An underwater turbine destined to form part of a major green energy project is already using tidal power to produce electricity for homes on a remote Scottish island.
The 100ft-long device, which can provide enough energy to meet the electricity needs of 500 homes for a year, has completed its initial testing period.
Bosses at ScottishPower Renewables said the results gave them "great confidence" in the turbine which will be installed in the world's first tidal turbine array in the waters off Islay, in the west of Scotland.
The one-megawatt turbine was installed in the sea off Orkney last December in some of the worst weather experienced for more than decade. It is already providing power for homes and businesses on Eday, one of Orkney's northern isles.
ScottishPower Renewables plan to use the device in a 10-megawatt tidal array in the Sound of Islay. The firm received planning permission from the Scottish Government for it last year and it is hoped work can start next year and be completed by 2015.
Keith Anderson, chief executive of ScottishPower Renewables, said: "The concept of generating electricity from the natural movement of the tide is still relatively new - and test projects like this are vital to help us understand how we can fully realise the potential of this substantial energy source."
The performance of the turbine "has given us great confidence so far", he said.
"Engineers were able to install the device during atrocious weather conditions, and it has been operating to a very high standard ever since.
"We have already greatly developed our understanding of tidal power generation, and this gives us confidence ahead of implementing larger-scale projects in Islay and the Pentland Firth."
Mr Anderson went on: "Scotland has the best tidal power resources in Europe and that's why we are seeing world leading technologies tested here.
"This device is already providing renewable electricity for Orkney but the potential is there in our waters to make a significant contribution towards our overall energy needs and our carbon reduction targets."
The HS1000 tidal turbine has been developed by Andritz Hydro Hammerfest which is based in both Norway and Glasgow.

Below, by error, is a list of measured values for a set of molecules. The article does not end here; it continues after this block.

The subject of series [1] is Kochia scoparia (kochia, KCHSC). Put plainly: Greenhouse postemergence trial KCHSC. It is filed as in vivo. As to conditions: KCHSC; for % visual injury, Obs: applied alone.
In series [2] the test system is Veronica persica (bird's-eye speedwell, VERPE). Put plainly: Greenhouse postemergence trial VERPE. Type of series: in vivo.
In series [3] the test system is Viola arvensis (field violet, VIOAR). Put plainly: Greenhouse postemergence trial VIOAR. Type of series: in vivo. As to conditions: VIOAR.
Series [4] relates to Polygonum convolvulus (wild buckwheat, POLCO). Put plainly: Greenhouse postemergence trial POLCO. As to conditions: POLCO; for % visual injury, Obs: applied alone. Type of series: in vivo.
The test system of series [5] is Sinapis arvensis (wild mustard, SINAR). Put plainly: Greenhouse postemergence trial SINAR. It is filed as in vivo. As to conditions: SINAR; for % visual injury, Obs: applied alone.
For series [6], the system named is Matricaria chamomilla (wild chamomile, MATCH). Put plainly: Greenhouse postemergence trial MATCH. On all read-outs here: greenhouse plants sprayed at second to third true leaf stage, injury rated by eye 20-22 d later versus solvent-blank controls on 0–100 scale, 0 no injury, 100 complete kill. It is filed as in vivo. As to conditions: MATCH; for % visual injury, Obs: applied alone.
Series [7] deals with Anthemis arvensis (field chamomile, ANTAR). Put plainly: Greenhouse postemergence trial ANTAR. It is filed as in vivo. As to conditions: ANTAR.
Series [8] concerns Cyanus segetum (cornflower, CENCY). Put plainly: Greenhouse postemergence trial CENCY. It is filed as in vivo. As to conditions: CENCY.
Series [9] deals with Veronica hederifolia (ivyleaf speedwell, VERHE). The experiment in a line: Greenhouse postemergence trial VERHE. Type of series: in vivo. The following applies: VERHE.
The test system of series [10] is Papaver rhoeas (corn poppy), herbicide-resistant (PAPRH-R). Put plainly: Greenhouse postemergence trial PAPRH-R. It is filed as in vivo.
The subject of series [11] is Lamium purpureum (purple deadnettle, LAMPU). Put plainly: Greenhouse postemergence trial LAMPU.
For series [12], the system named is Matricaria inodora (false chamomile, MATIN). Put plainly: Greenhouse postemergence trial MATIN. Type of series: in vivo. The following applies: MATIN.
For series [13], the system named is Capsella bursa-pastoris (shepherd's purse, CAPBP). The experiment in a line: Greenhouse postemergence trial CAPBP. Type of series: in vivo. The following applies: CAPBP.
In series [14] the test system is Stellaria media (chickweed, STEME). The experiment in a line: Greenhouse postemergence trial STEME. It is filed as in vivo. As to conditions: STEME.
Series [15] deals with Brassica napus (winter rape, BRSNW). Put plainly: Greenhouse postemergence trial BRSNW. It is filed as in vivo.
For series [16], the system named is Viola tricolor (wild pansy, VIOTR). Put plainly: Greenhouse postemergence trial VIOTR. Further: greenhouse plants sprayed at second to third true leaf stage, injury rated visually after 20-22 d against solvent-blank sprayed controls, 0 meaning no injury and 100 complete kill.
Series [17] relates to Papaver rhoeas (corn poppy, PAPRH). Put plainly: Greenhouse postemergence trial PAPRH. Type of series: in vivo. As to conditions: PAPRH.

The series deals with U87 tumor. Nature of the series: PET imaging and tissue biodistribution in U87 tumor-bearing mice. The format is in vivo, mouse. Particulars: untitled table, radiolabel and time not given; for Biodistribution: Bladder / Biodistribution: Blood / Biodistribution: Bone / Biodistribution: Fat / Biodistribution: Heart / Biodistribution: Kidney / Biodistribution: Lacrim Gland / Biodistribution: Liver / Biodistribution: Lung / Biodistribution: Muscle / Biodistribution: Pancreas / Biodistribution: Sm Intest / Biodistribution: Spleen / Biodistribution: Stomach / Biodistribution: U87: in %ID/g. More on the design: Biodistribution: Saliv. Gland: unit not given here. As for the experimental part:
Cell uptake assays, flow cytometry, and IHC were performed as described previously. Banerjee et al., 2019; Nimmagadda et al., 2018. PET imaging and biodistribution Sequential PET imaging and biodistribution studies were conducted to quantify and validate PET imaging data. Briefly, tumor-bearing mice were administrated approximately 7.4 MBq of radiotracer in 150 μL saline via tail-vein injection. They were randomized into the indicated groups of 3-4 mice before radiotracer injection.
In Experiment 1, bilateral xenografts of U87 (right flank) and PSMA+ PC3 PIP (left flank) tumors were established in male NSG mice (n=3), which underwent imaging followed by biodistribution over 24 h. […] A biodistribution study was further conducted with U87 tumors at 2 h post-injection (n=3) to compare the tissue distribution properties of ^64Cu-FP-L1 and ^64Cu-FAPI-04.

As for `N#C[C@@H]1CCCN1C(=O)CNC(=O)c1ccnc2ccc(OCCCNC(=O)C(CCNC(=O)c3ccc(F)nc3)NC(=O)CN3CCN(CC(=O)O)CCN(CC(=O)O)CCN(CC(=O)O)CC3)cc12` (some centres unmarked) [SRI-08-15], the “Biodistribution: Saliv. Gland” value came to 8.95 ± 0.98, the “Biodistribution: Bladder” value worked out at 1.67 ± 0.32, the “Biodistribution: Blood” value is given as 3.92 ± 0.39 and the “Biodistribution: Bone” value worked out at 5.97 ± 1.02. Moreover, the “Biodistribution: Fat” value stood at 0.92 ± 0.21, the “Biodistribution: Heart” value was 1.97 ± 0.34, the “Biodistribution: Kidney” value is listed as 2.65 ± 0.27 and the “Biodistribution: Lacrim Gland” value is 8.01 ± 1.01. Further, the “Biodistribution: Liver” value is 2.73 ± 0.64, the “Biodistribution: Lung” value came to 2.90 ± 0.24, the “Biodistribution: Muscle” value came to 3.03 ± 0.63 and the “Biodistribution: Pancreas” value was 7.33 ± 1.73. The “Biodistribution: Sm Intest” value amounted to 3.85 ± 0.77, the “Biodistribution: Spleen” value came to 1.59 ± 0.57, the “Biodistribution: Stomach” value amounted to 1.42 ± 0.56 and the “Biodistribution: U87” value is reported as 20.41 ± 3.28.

Managing director Stein Atle Andersen said the device is "an important step in our staged strategy for developing reliable and cost-efficient tidal energy converting devices and power plants".
Tests had "given comfort, concerning the device's capacity", he said.
"We are still early in the testing programme, with endurance, availability and reliability being the most imminent factors for asserting a proper basis for developing commercial tidal energy power plants. However, we are already well into design engineering for the first power plant."
WWF Scotland director Richard Dixon, said: "It's great news that this underwater turbine has not only successfully completed its initial testing phase but also been able to provide electricity for homes and businesses on the island.
"This news represents another step forward for the marine renewable industry in Scotland. There is a massive amount of power in our seas and Scotland is well placed to lead in developing the technologies to turn this potential into clean, green electricity.
"Alongside energy-saving measures, wave and tidal energy have a critical role to play in meeting the Government commitment to decarbonise our power supply by 2030.
"Given the huge renewable energy potential around our coast, and the strong skills in offshore engineering, marine energy offers a fantastic opportunity for Scotland.
"With careful planning, we can harness wave and tidal energy to help cut our climate emissions while safeguarding the nation's tremendous marine environment."
CORRECTION: The headline previously implied that the turbines have been installed at Islay, however, they will be installed at Islay in the future.
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